I mean there is the lying and the cover ups and the cars. Isn't there a point where the 375 secondary violations, though each alone innocuous, can be accumulated to look at the big picture with what appears to be a major violation? It seems to me it should.
OSU - So does this plus 375 secondary violations show lack of inst. control?
Philosophical question: if you meant to do it, do you actually lack control?
I hate to be that guy, but we currently have 9 threads on the front page talking about this topic. It is an awesome topic, indeed, but do we really need another thread just to ask this question? I think about 10 people (including me) have posted this as a comment in a few of the other threads.
Not being a dick, just constructively suggesting that when starting a new topic, unless you are providing actual new info (summarizing media interviews, articles, etc.) you might want to consider whethet this can be posted in a comment to one of the existing topics.
B10 tourney hasn't started yet, Spring game is still on the distant horizon, its 3 days till hockey beats BGSU and as far as I know softball didn't extend their superb winning streak last night. Pretty sure 9 threads is fine.
Especially considering that Brian now has 2 stories on the front page about OSU. This is a big deal. What should we talk about, the scoreboards again?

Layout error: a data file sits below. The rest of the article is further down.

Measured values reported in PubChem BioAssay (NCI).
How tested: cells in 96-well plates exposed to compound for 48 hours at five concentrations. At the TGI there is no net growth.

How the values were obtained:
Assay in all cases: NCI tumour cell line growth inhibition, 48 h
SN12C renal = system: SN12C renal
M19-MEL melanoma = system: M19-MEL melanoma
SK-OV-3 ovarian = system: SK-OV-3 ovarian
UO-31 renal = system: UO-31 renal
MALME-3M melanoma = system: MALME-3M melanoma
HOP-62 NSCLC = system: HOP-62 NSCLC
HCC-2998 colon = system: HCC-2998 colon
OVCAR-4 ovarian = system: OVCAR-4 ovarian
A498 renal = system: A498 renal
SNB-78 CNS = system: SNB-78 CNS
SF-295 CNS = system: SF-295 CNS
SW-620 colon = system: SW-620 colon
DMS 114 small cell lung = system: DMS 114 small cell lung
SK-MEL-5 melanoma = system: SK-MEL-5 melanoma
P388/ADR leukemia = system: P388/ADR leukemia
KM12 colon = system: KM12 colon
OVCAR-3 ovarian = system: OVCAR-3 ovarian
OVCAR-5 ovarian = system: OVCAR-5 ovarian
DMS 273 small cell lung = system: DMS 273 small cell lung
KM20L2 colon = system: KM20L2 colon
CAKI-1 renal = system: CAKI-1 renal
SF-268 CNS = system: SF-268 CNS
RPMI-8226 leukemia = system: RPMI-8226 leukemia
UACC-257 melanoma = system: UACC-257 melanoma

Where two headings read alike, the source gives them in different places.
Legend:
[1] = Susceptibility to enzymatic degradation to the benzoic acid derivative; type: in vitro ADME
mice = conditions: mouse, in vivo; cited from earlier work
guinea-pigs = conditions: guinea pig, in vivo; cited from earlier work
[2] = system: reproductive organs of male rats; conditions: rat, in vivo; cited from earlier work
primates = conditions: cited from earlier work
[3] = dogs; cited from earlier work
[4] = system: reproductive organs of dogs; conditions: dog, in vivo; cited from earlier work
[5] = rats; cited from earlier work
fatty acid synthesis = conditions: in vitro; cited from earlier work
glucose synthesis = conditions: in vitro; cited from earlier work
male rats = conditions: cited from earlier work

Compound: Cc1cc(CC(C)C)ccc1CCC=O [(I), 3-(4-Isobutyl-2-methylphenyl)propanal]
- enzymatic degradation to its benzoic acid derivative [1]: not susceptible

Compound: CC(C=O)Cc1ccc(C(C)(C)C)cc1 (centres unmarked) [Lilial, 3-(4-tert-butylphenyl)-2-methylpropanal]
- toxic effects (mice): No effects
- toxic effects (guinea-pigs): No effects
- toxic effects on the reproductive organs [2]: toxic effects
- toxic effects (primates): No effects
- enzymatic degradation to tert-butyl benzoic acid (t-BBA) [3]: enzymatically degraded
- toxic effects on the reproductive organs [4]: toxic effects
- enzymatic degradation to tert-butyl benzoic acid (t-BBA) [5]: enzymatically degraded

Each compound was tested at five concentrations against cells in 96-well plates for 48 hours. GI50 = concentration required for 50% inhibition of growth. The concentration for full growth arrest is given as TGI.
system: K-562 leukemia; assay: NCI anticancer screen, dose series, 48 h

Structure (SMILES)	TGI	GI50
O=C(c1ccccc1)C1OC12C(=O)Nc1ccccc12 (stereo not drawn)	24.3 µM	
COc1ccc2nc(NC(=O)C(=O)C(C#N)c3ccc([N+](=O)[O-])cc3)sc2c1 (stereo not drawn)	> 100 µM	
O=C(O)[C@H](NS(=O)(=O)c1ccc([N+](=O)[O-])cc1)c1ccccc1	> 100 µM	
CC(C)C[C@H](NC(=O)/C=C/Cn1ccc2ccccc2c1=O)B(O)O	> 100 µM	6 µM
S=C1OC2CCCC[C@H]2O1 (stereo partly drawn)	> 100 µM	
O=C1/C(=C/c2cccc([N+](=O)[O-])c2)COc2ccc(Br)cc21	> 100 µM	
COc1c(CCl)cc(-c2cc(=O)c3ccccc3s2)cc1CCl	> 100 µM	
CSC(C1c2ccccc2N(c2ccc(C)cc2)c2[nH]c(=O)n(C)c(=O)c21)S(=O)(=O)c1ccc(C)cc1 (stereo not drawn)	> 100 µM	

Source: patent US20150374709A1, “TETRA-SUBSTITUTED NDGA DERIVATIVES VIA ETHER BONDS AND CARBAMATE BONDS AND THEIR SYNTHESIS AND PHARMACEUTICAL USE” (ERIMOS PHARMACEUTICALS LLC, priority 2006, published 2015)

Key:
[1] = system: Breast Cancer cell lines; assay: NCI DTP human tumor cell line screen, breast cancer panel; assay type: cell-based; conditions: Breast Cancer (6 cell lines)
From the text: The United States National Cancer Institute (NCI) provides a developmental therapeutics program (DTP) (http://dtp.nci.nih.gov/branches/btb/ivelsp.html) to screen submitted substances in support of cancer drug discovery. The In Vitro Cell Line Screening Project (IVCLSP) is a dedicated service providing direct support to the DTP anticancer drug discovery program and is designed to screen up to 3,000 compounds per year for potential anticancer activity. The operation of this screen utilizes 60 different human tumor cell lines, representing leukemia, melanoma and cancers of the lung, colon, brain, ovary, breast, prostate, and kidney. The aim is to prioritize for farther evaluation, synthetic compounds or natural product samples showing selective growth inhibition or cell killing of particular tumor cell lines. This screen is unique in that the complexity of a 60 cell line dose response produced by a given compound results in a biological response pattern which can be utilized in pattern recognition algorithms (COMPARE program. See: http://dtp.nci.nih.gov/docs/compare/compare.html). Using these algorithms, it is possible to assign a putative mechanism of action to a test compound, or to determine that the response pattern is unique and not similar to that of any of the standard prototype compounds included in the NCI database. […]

Eh, that stuff doesn't really bother me. I believe OSU just reports a lot violations that other programs may just sweep under the rug if they aren't a big deal. I think the part in Tressel's contract about reporting all violations has kind of lead to that.
Look, all programs have minor violations. But 375 in under 10 years seems high. Maybe what you are saying would be correct in a vacuum, but we are not in a vacuum - these 375 violations need to be looked at in conjunction with the T. Smith improper benefits, M. Clarett improper benefits, M. Clarett alleged academic fraud, Youngstown State QB (forgot name) improper benefits and subsequent sanctions, T. Pryor alleged improper benefits, TAT 5 issues, Pittman's statement that the whole selling memorabelia thing has gone on for years and now JT's cover-up. At some point, the sheer volume of issues piles up so high that you need to take a microscope to the program and, in my opinion, to the individual going back to his prior job, to see what is really going on.
Michigan had great success in BBall with the Fab 5. But, we didn't play by the rules, giving us a massive unfair advantage over the schools that we beat. The NCAA took action, wiping out our wins and issuing stern penalties. Why should this be any different? If it comes to light that over the past 7-8 years, OSU (or, let's take the university out of is, and just say JT) has been bestowing improper benefits, covering up violations and generally not playing by the rules, hence allowing them to attract and keep eligible great talent that otherwise might not come or remain eligible, then they are not playing by the rules, and this, in part, explains their dominance since JT arrived.